By MORGAN WINSOR, ERIN SCHUMAKER and IVAN PEREIRA, ABC News
(NEW YORK) — A pandemic of the novel coronavirus has now infected more than 103 million people worldwide and killed over 2.2 million of them, according to real-time data compiled by the Center for Systems Science and Engineering at Johns Hopkins University.
Here’s how the news is developing Tuesday. All times Eastern:
Feb 02, 9:29 am
Russia’s vaccine found to be over 91% effective in peer-reviewed study
Feb 02, 8:27 am
Japan extends state of emergency in greater Tokyo area
Japanese Prime Minister Yoshihide Suga has extended a state of emergency in Tokyo and nine surrounding prefectures for another month to further stem the spread of the novel coronavirus.
The declaration, however, was lifted in Tochigi prefecture, north of Tokyo, where the COVID-19 infection rate has eased.
“I regret that the declaration cannot be lifted across the nation at this time,” Suga said Tuesday night in a televised address from his office in Tokyo.
The prime minister used a chart to show that Japan’s daily number of newly diagnosed infections has declined from 7,721 on Jan. 7 to 1,783 on Feb. In Tokyo, that number has dropped from 2,447 on Jan. 7 to 393 on Feb. 1. According to the Japanese Ministry of Health, Labor and Welfare, there were 556 new cases of COVID-19 confirmed in the capital city on Tuesday.
Suga said the state of emergency could be lifted earlier than March 7 if the situation continues to improve. He noted that his government is hoping to begin a mass COVID-19 vaccination program as early as mid-February.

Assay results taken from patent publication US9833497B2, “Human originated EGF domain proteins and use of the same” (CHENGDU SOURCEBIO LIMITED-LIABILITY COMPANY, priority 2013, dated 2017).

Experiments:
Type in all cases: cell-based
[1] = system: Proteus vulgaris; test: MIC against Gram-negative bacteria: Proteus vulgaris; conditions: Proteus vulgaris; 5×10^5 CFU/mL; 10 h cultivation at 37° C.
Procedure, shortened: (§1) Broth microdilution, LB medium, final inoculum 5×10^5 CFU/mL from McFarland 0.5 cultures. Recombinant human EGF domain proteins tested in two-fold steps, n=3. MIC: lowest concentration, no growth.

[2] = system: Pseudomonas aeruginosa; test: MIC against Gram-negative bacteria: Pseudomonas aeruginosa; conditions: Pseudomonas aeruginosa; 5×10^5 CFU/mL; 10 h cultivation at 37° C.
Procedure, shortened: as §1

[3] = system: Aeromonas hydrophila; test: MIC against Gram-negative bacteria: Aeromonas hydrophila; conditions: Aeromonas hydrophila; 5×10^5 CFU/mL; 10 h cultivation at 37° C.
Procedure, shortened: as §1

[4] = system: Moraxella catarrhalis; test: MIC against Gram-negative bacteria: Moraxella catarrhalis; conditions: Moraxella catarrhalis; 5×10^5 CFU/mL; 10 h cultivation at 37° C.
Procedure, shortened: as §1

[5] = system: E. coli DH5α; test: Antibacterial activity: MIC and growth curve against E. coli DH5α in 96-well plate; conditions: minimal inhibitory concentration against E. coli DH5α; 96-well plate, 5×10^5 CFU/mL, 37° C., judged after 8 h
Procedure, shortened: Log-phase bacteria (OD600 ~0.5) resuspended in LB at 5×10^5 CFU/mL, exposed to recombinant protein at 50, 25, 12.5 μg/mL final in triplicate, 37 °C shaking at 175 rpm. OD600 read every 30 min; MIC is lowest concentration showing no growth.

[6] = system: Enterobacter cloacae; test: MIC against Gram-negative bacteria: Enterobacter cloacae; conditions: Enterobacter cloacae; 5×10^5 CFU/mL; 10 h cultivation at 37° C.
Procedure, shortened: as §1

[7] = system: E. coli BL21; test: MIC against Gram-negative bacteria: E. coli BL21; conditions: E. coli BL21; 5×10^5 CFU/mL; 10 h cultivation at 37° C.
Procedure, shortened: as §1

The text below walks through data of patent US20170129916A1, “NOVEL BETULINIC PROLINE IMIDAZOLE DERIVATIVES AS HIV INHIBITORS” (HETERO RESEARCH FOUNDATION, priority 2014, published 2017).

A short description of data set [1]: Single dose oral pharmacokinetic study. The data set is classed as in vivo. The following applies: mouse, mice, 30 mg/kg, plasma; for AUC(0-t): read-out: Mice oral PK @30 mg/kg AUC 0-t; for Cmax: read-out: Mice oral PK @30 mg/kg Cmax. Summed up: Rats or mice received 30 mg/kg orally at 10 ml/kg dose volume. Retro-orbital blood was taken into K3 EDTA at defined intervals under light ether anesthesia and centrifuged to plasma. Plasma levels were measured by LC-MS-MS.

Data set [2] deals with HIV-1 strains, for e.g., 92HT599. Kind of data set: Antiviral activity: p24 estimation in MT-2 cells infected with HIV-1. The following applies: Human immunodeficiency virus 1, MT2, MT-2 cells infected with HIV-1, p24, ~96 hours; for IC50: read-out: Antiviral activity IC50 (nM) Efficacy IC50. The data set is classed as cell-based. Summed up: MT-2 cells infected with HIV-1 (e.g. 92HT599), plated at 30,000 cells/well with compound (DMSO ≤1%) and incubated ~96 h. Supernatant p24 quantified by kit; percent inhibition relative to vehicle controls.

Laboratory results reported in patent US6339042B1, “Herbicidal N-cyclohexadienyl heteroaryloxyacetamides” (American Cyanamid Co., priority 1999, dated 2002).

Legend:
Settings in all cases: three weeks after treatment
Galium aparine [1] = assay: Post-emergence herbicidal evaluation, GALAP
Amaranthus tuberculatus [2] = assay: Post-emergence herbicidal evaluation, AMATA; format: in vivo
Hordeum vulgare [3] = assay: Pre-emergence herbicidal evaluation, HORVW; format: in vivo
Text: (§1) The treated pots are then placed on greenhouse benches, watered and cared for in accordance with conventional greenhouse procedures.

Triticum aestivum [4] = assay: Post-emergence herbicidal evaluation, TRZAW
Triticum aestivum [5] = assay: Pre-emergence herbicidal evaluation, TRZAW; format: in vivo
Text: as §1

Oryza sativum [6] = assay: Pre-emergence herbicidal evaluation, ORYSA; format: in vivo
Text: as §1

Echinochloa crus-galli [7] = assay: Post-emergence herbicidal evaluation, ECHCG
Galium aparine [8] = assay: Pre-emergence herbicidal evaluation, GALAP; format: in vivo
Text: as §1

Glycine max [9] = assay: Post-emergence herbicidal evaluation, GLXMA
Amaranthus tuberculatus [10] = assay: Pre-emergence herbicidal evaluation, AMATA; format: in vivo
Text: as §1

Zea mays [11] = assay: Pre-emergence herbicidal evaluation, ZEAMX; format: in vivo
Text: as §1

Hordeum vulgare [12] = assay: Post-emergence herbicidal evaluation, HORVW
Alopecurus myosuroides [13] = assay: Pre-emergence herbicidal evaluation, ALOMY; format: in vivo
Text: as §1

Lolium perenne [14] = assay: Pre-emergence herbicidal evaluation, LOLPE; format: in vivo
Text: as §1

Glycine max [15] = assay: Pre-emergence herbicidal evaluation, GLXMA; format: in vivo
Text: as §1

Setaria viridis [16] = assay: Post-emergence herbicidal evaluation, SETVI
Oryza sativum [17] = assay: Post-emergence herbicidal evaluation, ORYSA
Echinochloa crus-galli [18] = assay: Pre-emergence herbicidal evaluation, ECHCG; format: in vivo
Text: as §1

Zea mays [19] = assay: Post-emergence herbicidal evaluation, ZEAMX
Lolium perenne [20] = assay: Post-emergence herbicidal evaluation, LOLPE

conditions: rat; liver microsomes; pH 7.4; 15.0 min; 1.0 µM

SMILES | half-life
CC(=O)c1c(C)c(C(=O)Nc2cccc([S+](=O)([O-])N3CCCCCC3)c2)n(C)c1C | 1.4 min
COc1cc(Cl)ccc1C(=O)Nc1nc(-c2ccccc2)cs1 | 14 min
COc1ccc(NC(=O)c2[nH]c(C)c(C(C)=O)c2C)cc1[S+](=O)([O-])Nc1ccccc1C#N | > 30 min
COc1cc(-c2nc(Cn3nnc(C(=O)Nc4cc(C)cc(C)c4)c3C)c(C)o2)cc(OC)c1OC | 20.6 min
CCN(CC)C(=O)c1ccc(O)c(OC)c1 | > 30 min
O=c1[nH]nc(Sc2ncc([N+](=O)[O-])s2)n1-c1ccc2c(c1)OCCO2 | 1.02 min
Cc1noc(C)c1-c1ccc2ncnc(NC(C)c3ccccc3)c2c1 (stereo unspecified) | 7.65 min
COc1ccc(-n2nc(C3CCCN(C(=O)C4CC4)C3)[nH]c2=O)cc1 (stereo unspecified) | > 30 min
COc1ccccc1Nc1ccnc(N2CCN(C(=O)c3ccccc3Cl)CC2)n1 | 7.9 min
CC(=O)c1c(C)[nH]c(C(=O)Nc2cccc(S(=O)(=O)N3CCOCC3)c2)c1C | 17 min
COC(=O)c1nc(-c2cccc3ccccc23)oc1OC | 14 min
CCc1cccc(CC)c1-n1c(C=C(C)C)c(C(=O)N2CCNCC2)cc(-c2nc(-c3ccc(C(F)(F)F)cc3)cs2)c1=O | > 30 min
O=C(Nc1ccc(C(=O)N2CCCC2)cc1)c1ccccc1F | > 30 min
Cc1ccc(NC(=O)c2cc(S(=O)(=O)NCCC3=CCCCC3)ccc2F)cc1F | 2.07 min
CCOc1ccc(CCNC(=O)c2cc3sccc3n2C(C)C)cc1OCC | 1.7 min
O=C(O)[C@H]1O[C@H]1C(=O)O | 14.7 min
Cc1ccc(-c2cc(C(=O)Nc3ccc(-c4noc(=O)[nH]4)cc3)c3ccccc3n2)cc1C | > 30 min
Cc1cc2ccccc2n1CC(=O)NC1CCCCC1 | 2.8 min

“Thanks to the cooperation of the people of Japan, we have seen a marked outcome,” he said. “At this point in time, I need to ask the people to endure another round of the state of emergency so that positive outcomes can be solidified.”
The move comes less than six months before the pandemic-delayed 2020 Summer Olympics are scheduled to open in Tokyo.
A state of emergency declaration gives the governors of those respective regions the authority to ask residents for cooperation in efforts to curb the spread of the virus. There are currently no legal ramifications for non-compliance.
Suga first declared a state of emergency in Tokyo and three neighboring prefectures on Jan. 7, before expanding the order to include more virus-hit areas.
Under the state of emergency, Suga said governors will ask residents to refrain from dining out and to stay home after 8 p.m. unless for essential reasons. They will also ask companies to decrease the number of employees commuting to work by 70%.
Suga said bars and restaurants will be asked to stop serving alcohol by 7 p.m. and to close by 8 p.m. Governors may disclose the name of the businesses that don’t comply, while those that do will be given 1.8 million Japanese yen ($17,000) per month.
Spectator events will be limited to an audience of 5,000 people. Schools will not be asked to close, according to Suga.
Suga’s predecessor, Shinzo Abe, declared a nationwide state of emergency relatively early in the pandemic in April, which lasted for a month. At that time, residents were asked to reduce person-to-person contact by 80% and to practice “jishuku,” or “self-restraint,” by staying at home and closing non-essential businesses.
Feb 02, 7:15 am
Tokyo Olympics will take place ‘no matter how the COVID situation will be’